at these for-profit colleges are more likely to default because for-profit colleges have
tuition costs that are, in some instances, eight times greater than nonprofit public
colleges and thereby put those minority students who attend them in greater jeopardy just because
of the sheer amount of expense and debt that they have to incur.

I would like your response to that. [Mr. Carnevale] The social science on this
is interesting and somewhat surprising, frankly, to me. We ran these numbers and expected to
find, as we did, that there is a disproportionate affect on minorities and low-income students.
But when you run statistical tests to figure out what the cause is, what comes through
very clearly, and, again, it surprised me, was that the cost and the low wage rate is
the principal determinant of default. There does seem to be, in some ways, when data — [Mr. Kucinich] You want to explain that? When
you say cost and the low wage rate, what do you mean? [Mr. Carnevale] That is, the reason people
aren't paying the money back is they aren't making enough money to do it, which I know
is, in some sense, logical, but you never expect that in social science.

So it was really
very striking in the numbers. That is, the fact that people don't repay is because they
can't repay, and — [Mr. Kucinich] But let's look at another variable
here, which is a dependent variable, because when you look at the fact of the cost
that nonprofit colleges have for an education, there is multiples of that cost, as opposed
to other colleges. Wouldn't you agree with that? [Mr. Carnevale] Oh, sure. But one of the things
that — [Mr. Kucinich] You may not making enough money,
but the mountain you have to climb of debt is much larger if you are going to a for-profit
college. [Mr. Carnevale] Yes. And the size of the debt
does appear to have a direct relationship on repayment; that is, people are intimidated
by the debt, I guess is the way to say it. [Mr. Kucinich] But let's not miss the connection.
The size of the debt comes from the amount of money that people are charged for their
education.

[Mr Carnevale] Yes. This is part of this whole
discussion that really is sort of a couple horizons away. We are talking about, in the
end, in the short haul, whether the programs are worth it. But then there is a question
that we haven't really addressed yet, is should the programs be least cost. That is, you can
get two programs that are essentially the same thing; one in a community college will
end up costing you eight grand or nine grant, and a for-profit college cost you multiples
of that.

Should the government be concerned about the cost differential? That really doesn't
come up much in this debate. [Mr. Kucinich] Well, it is coming up now. [Mr. Carnevale] Yes, you have brought it up. [Mr. Kucinich] And I think that this Committee
is the proper forum for us to determine whether or not the low-income minority students who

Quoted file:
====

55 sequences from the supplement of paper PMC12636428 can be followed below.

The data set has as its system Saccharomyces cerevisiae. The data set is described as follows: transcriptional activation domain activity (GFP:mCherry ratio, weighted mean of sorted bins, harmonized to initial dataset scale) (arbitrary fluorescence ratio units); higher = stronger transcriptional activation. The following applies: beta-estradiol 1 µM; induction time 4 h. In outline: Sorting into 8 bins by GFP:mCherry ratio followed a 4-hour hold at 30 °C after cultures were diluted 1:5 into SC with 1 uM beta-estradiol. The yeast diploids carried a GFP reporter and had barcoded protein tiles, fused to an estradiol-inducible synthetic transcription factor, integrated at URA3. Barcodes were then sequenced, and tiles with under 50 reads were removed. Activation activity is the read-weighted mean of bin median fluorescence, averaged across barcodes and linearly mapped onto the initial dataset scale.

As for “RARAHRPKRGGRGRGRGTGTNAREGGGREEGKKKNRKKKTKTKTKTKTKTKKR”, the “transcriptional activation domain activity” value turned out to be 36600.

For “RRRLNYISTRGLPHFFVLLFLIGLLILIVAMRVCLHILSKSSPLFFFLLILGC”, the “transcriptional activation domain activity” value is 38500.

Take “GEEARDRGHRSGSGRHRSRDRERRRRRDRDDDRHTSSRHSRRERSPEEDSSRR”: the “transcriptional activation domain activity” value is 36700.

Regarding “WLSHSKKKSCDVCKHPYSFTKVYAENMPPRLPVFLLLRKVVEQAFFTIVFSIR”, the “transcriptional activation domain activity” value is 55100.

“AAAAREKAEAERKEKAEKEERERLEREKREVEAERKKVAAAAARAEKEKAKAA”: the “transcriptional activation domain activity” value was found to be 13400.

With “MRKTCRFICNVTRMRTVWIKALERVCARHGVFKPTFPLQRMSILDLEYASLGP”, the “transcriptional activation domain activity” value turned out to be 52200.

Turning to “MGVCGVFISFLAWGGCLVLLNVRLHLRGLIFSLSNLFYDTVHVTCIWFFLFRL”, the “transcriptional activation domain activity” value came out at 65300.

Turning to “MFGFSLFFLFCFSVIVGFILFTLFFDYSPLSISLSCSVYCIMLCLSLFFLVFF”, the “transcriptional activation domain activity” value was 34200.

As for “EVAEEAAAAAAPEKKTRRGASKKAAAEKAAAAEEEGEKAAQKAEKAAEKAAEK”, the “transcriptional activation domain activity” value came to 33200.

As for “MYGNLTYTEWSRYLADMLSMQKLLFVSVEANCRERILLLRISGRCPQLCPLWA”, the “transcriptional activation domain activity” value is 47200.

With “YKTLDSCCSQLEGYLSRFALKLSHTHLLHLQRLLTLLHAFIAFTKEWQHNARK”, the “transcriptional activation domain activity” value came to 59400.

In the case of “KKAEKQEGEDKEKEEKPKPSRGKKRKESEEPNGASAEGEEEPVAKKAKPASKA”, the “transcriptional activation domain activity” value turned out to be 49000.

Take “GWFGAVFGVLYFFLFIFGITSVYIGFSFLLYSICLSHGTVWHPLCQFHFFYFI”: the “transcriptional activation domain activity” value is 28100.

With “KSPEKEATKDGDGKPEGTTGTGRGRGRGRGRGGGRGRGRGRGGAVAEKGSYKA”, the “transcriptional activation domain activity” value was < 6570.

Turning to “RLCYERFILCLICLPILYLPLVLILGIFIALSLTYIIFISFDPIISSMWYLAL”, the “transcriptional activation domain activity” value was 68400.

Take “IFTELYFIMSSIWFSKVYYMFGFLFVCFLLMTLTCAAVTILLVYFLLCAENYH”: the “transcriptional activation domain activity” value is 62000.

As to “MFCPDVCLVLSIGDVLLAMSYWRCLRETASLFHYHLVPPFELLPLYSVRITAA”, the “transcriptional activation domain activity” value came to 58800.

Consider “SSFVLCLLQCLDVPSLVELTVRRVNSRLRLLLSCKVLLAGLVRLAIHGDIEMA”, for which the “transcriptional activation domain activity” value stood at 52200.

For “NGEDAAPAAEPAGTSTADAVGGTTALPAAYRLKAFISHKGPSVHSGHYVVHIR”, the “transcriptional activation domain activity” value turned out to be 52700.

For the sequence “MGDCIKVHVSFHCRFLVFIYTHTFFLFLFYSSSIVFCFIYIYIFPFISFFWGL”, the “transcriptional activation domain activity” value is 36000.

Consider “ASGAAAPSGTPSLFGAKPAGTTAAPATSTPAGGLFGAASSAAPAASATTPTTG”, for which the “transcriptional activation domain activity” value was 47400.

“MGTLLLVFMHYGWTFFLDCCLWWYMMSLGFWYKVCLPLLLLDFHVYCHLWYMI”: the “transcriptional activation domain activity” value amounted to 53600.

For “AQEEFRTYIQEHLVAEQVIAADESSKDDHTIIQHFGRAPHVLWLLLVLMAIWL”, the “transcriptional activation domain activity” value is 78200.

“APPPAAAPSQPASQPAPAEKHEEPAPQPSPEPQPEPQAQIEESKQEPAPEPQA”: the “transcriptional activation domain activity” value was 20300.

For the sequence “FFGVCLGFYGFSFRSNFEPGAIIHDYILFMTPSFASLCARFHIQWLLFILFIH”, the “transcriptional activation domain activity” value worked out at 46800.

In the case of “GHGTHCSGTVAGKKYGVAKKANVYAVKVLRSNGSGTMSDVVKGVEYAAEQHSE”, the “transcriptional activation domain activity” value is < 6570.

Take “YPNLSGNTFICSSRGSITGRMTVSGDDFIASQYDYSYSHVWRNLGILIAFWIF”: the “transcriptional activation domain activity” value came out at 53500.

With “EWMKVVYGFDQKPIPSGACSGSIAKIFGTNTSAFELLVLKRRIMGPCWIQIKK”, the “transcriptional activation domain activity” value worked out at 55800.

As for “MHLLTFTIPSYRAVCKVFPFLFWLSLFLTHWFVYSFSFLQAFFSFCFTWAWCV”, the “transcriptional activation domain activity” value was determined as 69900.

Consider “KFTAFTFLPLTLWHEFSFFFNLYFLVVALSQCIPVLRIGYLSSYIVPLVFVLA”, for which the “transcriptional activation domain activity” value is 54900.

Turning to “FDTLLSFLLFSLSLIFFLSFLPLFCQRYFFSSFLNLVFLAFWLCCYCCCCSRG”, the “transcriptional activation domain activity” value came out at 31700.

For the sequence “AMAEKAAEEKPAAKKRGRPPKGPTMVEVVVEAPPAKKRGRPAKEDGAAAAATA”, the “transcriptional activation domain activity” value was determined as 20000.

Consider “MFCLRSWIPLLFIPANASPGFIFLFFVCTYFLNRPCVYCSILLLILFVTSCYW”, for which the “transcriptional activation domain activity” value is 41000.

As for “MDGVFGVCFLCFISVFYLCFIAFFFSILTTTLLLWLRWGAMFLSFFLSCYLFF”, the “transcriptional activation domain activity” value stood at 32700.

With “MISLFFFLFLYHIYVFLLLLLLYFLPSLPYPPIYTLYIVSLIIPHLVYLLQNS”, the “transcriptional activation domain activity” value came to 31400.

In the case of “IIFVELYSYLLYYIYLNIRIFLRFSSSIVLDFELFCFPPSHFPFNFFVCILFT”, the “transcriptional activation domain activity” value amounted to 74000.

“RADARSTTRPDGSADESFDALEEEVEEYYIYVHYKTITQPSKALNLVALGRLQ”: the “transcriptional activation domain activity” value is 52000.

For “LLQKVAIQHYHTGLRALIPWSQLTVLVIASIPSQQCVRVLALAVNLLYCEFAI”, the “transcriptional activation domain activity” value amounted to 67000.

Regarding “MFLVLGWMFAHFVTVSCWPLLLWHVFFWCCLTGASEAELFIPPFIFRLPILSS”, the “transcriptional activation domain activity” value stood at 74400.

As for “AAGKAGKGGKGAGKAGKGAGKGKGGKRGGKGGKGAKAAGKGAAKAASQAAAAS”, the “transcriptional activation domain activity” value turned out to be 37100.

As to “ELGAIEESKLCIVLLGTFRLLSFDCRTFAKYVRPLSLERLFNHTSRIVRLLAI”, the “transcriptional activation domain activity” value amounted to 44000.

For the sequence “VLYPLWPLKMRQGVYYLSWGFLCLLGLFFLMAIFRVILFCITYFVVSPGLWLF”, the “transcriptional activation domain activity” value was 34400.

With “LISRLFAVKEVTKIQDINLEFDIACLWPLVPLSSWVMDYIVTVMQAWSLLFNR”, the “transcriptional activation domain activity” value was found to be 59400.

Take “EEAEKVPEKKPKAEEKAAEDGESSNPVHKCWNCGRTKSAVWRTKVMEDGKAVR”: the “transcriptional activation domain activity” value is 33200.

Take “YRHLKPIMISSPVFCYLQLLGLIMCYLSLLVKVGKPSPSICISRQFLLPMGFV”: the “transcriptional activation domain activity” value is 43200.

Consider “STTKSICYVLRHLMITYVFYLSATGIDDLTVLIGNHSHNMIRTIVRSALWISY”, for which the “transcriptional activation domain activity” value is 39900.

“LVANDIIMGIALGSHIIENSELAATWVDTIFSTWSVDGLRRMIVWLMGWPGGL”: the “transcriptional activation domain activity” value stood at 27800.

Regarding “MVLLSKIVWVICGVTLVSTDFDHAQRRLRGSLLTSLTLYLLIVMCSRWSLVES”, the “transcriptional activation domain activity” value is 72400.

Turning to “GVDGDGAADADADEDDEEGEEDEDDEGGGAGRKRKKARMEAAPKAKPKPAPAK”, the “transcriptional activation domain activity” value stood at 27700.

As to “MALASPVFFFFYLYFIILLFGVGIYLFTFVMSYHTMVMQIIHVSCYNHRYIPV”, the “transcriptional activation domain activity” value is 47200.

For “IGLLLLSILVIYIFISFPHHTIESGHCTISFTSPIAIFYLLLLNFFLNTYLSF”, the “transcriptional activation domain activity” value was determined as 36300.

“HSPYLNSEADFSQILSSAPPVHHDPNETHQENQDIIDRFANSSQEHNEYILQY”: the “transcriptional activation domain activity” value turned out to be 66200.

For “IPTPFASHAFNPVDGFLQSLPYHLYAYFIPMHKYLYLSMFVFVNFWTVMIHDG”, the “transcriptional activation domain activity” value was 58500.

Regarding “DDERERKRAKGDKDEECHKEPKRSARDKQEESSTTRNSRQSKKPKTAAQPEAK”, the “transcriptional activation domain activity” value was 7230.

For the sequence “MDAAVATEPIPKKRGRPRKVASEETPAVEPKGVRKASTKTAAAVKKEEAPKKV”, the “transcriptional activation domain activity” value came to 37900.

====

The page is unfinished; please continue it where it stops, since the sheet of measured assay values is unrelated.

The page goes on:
are experiencing these high rate of defaults are in a situation where they are boxed in
by the extraordinary cost at for-profit colleges, because when you are coming from an inner
city background, that is where I came from, I can tell you that going to college is like
a dream and people will do anything to do it, including, Madam Chair, taking on extraordinary
expenses and getting over their heads and sometimes putting themselves in a position
where they are in debt for the next 10, 15 years of their life. But the default rate,
how do we deal with that? I want to thank the Chair for her indulgence
in giving me some extra time here. Thanks. [Ms. Foxx] Thank you, Mr. Kucinich. Mr. Petri. [Mr. Petri] Thank you very much, Madam Chairman,
and thank all the panelists for the effort that you made to be here today and to prepare
your testimony.

I had a couple questions of Ms. Carpenter.
First, I wondered if I could give you an opportunity if you had any reaction to the points made
by your fellow panelists, I would be interested in hearing them. [Ms. Carpenter] Thank you very much, Congressman
Petri. I do have some impressions. As a layperson, a parent, a graduate, clearly, I am thrilled
that there is more public discourse on the topic of educational reform as a whole. I
think it is a vital vehicle by which Americans of all socioeconomic sectors in our society
can use to attain their personal pursuit of the American dream. And given my experience in reentering the
workforce in a dramatically changed economic environment, transitioning from an industrial-aged
society, of a more nationally oriented business economy to one that is far more global, more
technologically advanced, clearly, we are living in times of transition and, once again,
as I stated in my testimony, we are now faced, as a Nation, in addressing the appropriate
responses in the educational forum to meet the demands and needs of our society and our
economy. So thanks to all of you for giving very important consideration to what the best
reform would be.

Beyond that statement, I would really defer
to other people who are more professionally invested in the process to speak specifically
to the issue of what is before us for the gainful employment regulation. I am not as
well informed as others on the panel who have given testimony, but clearly they have important
input for the panel. [Mr. Petri] When we met and you participated
in a little different panel in Madison, Wisconsin, you indicated that probably because of your
training at Herzing, but mainly because of your work with an international company where
you are dealing with hiring and evaluating possible employees or current employees all